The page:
|Publication number||US4311271 A|
|Application number||US 06/154,297|
|Publication date||Jan 19, 1982|
|Filing date||May 29, 1980|
|Priority date||May 29, 1980|
|Publication number||06154297, 154297, US 4311271 A, US 4311271A, US-A-4311271, US4311271 A, US4311271A|
|Inventors||Zargham H. Naqvi|
|Original Assignee||Naqvi Zargham H|
|Export Citation||BiBTeX, EndNote, RefMan|
|Patent Citations (8), Non-Patent Citations (1), Referenced by (2), Classifications (7)|
|External Links: USPTO, USPTO Assignment, Espacenet|
To obtain water from a single source instead of separate hot and cold water taps, plumbing manufacturers have combined water sources downstream from separate taps, providing one spigot for outgoing, mixed water. Alternatively, one tap has been used to allow hotter or colder water to be discharged from a common outgoing pipe connected to two diverse temperature sources. In either of the above described systems, however, a user must let the water flow for some time while the resultant temperature of the water is adjusted. Moreover, the previously described systems offer no protection from sudden or sporadic hot or cold spurts. Thus each time any of the units has to be used, some amount of clean and fresh water is wasted. The present invention is intended to put an end to this wastage. It is thought to be more convenient than currently available systems and is economical to produce.
In accordance with the present invention, a controller is provided for combining two sources of liquid with two disparate temperatures to achieve mixed liquid at a predetermined temperature. A mixing chamber has a first inlet port for allowing a first source of liquid at a first temperature to flow into it and a second inlet port for allowing a second source of liquid at a higher temperature than the first temperature to flow into it. Inlet cutoff means allows one of the sources of liquid to enter the mixing chamber and prevents the liquid at the higher temperature from entering the mixing chamber. Temperature reacting means is adapted to actuate the inlet cutoff means so that liquid from the first source flows into the mixing chamber and liquid from the second source is prevented from flowing into the mixing chamber when the temperature of the mixed liquid is higher than the predetermined temperature. Similarly, liquid from the second source flows into the mixing chamber and liquid from the first source is prevented from flowing into the mixing chamber when the temperature of the mixed liquid in the mixing chamber is lower than the predetermined temperature.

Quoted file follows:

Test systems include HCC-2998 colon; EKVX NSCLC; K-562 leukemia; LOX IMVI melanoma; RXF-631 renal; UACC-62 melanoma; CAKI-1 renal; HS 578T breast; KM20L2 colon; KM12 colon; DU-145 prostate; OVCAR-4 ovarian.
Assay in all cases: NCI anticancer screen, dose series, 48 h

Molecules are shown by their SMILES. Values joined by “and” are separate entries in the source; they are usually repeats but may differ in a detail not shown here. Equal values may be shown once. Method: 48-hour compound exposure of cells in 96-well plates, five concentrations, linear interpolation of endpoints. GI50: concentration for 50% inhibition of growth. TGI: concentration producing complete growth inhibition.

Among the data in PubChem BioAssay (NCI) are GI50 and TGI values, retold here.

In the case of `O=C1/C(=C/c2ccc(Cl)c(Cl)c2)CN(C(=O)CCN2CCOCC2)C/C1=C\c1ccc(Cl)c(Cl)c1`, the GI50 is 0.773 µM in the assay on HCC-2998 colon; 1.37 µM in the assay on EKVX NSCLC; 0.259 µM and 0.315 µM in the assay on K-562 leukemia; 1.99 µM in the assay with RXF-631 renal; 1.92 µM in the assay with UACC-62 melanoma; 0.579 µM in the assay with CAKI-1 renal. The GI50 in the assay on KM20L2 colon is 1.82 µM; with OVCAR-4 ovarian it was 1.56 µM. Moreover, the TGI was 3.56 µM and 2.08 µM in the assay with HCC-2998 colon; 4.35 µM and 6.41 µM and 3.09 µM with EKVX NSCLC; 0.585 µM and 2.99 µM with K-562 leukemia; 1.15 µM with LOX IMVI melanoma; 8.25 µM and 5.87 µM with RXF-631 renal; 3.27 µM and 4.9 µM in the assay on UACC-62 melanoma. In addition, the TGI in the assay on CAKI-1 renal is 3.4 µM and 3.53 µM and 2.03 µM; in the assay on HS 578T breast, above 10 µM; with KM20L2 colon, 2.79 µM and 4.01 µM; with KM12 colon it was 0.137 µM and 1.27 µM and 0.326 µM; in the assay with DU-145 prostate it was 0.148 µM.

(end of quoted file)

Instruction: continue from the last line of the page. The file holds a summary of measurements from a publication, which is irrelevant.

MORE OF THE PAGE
It can be seen that one purpose of the present invention is to provide an economical means to mix liquid from two sources containing liquid at different temperatures relative to each other.
This and other objects of the invention will be more easily understood and become more apparent with reference to the following detailed description taken in conjunction with the accompanying drawings in which:
FIG. 1 is a perspective view of a bathroom showing the dial of the temperature controller of this invention; and
FIG. 2 is a sectional side view of the controller of this invention.
FIG. 1 shows a typical bathroom in which are disposed a bathtub 100 and sink 102. The bathtub 100 has a bathtub tap 104 and a shower tap 106 for controlling the amount of water to be discharged from a bathtub spigot 108 and shower head 110 respectively. The sink 102 has a tap 112 for controlling the amount of water discharged from its associated spigot 114.
In accordance with the present invention, it should be noted here that only one spigot and tap is required for each appliance, as temperature of the discharged water is controlled by means other than those used in conventional two-tap systems.
A dial 116 is disposed on the wall in proximity to a bather or handwasher, not shown, for controlling the temperature of discharged water.
Referring now to FIG. 2, a sectional side view of the controller 200 for maintaining constant discharged liquid temperature is shown.